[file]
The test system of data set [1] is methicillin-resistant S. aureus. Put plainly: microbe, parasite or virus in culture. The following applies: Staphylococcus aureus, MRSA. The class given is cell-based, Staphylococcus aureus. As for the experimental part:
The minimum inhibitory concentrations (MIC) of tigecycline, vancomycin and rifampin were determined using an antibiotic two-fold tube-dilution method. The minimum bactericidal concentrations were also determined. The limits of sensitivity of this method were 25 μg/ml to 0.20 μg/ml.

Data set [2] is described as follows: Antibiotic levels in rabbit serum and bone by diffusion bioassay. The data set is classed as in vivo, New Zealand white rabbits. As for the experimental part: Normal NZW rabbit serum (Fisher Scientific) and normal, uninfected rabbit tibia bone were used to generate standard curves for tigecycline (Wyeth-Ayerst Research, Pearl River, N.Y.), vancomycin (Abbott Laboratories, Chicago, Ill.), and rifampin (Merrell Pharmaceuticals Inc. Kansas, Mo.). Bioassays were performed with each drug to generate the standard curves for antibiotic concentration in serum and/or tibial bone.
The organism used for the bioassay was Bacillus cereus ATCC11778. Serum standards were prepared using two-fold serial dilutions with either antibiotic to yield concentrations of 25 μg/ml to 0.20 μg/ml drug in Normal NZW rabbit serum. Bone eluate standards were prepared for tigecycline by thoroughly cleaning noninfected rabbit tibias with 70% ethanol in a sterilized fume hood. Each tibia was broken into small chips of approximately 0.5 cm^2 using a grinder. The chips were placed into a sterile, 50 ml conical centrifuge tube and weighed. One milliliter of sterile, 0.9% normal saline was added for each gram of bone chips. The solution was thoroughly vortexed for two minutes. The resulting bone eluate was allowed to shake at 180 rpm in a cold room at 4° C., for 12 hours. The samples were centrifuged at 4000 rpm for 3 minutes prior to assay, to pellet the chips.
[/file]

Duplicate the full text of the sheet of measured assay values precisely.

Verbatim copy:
The test system of data set [1] is methicillin-resistant S. aureus. Put plainly: microbe, parasite or virus in culture. The following applies: Staphylococcus aureus, MRSA. The class given is cell-based, Staphylococcus aureus. As for the experimental part:
The minimum inhibitory concentrations (MIC) of tigecycline, vancomycin and rifampin were determined using an antibiotic two-fold tube-dilution method. The minimum bactericidal concentrations were also determined. The limits of sensitivity of this method were 25 μg/ml to 0.20 μg/ml.

Data set [2] is described as follows: Antibiotic levels in rabbit serum and bone by diffusion bioassay. The data set is classed as in vivo, New Zealand white rabbits. As for the experimental part: Normal NZW rabbit serum (Fisher Scientific) and normal, uninfected rabbit tibia bone were used to generate standard curves for tigecycline (Wyeth-Ayerst Research, Pearl River, N.Y.), vancomycin (Abbott Laboratories, Chicago, Ill.), and rifampin (Merrell Pharmaceuticals Inc. Kansas, Mo.). Bioassays were performed with each drug to generate the standard curves for antibiotic concentration in serum and/or tibial bone.
The organism used for the bioassay was Bacillus cereus ATCC11778. Serum standards were prepared using two-fold serial dilutions with either antibiotic to yield concentrations of 25 μg/ml to 0.20 μg/ml drug in Normal NZW rabbit serum. Bone eluate standards were prepared for tigecycline by thoroughly cleaning noninfected rabbit tibias with 70% ethanol in a sterilized fume hood. Each tibia was broken into small chips of approximately 0.5 cm^2 using a grinder. The chips were placed into a sterile, 50 ml conical centrifuge tube and weighed. One milliliter of sterile, 0.9% normal saline was added for each gram of bone chips. The solution was thoroughly vortexed for two minutes. The resulting bone eluate was allowed to shake at 180 rpm in a cold room at 4° C., for 12 hours. The samples were centrifuged at 4000 rpm for 3 minutes prior to assay, to pellet the chips.